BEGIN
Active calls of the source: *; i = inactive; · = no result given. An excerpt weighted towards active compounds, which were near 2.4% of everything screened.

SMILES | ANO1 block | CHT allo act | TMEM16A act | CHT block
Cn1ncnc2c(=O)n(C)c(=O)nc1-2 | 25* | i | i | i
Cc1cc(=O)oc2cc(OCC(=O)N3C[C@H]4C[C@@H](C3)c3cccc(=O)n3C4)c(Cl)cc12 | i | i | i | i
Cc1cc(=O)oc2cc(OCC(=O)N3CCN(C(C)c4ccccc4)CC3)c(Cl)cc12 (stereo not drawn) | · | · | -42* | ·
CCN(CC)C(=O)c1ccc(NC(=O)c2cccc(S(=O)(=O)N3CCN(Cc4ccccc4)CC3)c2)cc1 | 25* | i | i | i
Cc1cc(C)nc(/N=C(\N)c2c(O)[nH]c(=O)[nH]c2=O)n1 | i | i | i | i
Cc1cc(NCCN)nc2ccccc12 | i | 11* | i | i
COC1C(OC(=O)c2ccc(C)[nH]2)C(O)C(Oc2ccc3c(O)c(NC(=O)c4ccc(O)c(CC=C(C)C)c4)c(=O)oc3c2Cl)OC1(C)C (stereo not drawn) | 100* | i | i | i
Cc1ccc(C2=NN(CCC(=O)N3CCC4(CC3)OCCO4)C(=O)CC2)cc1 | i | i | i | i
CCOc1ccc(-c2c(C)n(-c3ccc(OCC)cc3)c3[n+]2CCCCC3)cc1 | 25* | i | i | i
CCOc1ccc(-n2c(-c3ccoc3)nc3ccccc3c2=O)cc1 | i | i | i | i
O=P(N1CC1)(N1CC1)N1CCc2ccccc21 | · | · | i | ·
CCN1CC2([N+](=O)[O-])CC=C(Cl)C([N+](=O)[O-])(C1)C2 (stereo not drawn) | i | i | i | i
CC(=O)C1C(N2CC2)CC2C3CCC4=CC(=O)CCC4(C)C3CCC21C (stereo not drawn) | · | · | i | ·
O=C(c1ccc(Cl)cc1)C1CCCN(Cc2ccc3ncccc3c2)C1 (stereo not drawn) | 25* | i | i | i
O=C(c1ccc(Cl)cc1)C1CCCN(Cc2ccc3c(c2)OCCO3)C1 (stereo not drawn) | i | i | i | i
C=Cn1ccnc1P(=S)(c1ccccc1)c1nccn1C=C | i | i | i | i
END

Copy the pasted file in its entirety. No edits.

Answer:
Active calls of the source: *; i = inactive; · = no result given. An excerpt weighted towards active compounds, which were near 2.4% of everything screened.

SMILES | ANO1 block | CHT allo act | TMEM16A act | CHT block
Cn1ncnc2c(=O)n(C)c(=O)nc1-2 | 25* | i | i | i
Cc1cc(=O)oc2cc(OCC(=O)N3C[C@H]4C[C@@H](C3)c3cccc(=O)n3C4)c(Cl)cc12 | i | i | i | i
Cc1cc(=O)oc2cc(OCC(=O)N3CCN(C(C)c4ccccc4)CC3)c(Cl)cc12 (stereo not drawn) | · | · | -42* | ·
CCN(CC)C(=O)c1ccc(NC(=O)c2cccc(S(=O)(=O)N3CCN(Cc4ccccc4)CC3)c2)cc1 | 25* | i | i | i
Cc1cc(C)nc(/N=C(\N)c2c(O)[nH]c(=O)[nH]c2=O)n1 | i | i | i | i
Cc1cc(NCCN)nc2ccccc12 | i | 11* | i | i
COC1C(OC(=O)c2ccc(C)[nH]2)C(O)C(Oc2ccc3c(O)c(NC(=O)c4ccc(O)c(CC=C(C)C)c4)c(=O)oc3c2Cl)OC1(C)C (stereo not drawn) | 100* | i | i | i
Cc1ccc(C2=NN(CCC(=O)N3CCC4(CC3)OCCO4)C(=O)CC2)cc1 | i | i | i | i
CCOc1ccc(-c2c(C)n(-c3ccc(OCC)cc3)c3[n+]2CCCCC3)cc1 | 25* | i | i | i
CCOc1ccc(-n2c(-c3ccoc3)nc3ccccc3c2=O)cc1 | i | i | i | i
O=P(N1CC1)(N1CC1)N1CCc2ccccc21 | · | · | i | ·
CCN1CC2([N+](=O)[O-])CC=C(Cl)C([N+](=O)[O-])(C1)C2 (stereo not drawn) | i | i | i | i
CC(=O)C1C(N2CC2)CC2C3CCC4=CC(=O)CCC4(C)C3CCC21C (stereo not drawn) | · | · | i | ·
O=C(c1ccc(Cl)cc1)C1CCCN(Cc2ccc3ncccc3c2)C1 (stereo not drawn) | 25* | i | i | i
O=C(c1ccc(Cl)cc1)C1CCCN(Cc2ccc3c(c2)OCCO3)C1 (stereo not drawn) | i | i | i | i
C=Cn1ccnc1P(=S)(c1ccccc1)c1nccn1C=C | i | i | i | i